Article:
Hardware is passable to good with a few exceptions in my particular setup. Video (nVidia) is pretty solid minus some quirks with multiple displays, still slower than Windows but not horrible either, a healthy 'acceptable'. I won't even bother with any ATI boards under Linux anymore, they've cheesed me off for the last time. Have yet to find a distro that plays nice with my mouse (Cyborg RAT 9), each and every one of them requires manual xorg.conf additions or I can't use any GUI elements, glad I keep a spare cheapie mouse laying around just for the initial setup. One of my systems has an old old old Hauppauge BT878 based video capture board, Linux actually has the edge with that one as no x64 drivers exist for Windows from the manufacturer, have yet to ever get that working on anything past x86 XP. Audio initially is iffy as I need to "re-task" the jacks for surround sound, took a little digging but found a workaround eventually to do that.

Rolling release distros, like Arch, simply release the latest software as soon as it becomes available. If you can sacrifice a little potential stability for bleeding edge software, this model is for you.

I personally like how Chakra is handling their updates; a "half-rolling release". The core of the system gets updated on a loose schedule, although not set in stone to ensure stability.. this is for the guts of the OS itself. The applications on the other hand are a full rolling release, a couple days testing and they're out the door. Application itself may not be totally stable, but your OS will still do its thing regardless. Good way to walk the fine line between bleeding edge and stability, especially if you're the type who doesn't bother to read up on the updates beforehand and doesn't think about nasty surprises.. learned my lesson on that one with Arch a year or two back. Between that and their polished KDE, this one's my flavor of the month I think.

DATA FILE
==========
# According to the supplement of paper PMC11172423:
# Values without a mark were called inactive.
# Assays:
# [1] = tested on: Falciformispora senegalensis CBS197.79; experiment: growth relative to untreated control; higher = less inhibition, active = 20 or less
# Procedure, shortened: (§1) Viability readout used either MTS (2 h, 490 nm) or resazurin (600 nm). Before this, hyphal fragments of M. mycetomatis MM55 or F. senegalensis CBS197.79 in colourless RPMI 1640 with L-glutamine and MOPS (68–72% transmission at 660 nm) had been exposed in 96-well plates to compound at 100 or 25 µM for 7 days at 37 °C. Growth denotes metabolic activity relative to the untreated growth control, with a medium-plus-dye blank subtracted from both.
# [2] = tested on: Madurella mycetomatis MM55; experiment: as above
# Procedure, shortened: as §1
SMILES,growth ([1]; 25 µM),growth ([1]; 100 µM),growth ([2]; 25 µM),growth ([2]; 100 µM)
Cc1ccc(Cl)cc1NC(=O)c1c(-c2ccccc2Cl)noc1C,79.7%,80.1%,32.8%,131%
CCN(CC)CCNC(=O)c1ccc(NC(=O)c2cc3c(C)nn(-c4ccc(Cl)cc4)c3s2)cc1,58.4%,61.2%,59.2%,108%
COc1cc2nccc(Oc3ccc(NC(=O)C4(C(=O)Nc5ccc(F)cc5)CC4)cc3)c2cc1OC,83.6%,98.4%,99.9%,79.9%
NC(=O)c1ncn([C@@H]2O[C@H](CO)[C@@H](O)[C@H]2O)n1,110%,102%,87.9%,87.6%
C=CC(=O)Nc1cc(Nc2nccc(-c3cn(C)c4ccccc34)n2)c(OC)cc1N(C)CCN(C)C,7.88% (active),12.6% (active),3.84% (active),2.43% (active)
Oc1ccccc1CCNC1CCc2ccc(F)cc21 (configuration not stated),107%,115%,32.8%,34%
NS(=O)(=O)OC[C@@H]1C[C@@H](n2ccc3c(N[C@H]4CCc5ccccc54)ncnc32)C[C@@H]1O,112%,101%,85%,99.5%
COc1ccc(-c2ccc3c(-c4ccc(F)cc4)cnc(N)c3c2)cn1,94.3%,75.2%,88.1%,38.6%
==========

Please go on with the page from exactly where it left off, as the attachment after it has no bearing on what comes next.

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Never really liked it on the desktop, doesn't feel right. I use it day in day out via SSH though, CLI love!

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If I'm not watching Netflix on my PC, I'm doing actual work on it to make money

I have no time or desire to be fiddling with Linux

Not to mention that I need Photoshop, Dreamweaver, Google and Bing ad management software to do what I need to do

Couple years ago when I tried Ubuntu I spent about 4 hours trying to get a brand new video card to run properly, and after hours of searching, researching, resetting, command lining and what not I gave up. I found Ubuntu to be polished though, much more so than hwat I remember Linux to be around 2003-2004

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I have to say raspberry pi and raspbian based off debian has taught me a lot about using linux, and turned me from a ubuntu-lover into a debian user. One thing I suggest with the pi is to force the /rootfs to a USB HDD formatted to EXT4. WOW performance boost!

boot pi, setup, pull SD and pop into your system.

format USB drive as EXT4, I enjoy gparted for this. add a swap of your ram size if you want.

next, do 'cp -a <rootfs partition from SD> <EXT4 USB HDD>'

this copies all files and attributes to the USB drives partition. attributes are very important here.

Edit the fat32-side file called config.txt file maybe? modify it to point to the SDA1 device. Right now it should be like /mnt/mcblk02 or /dev/mcblk02 something, change to /mnt/sda1. You can use dmesg to figure out how your pi assigned the drive.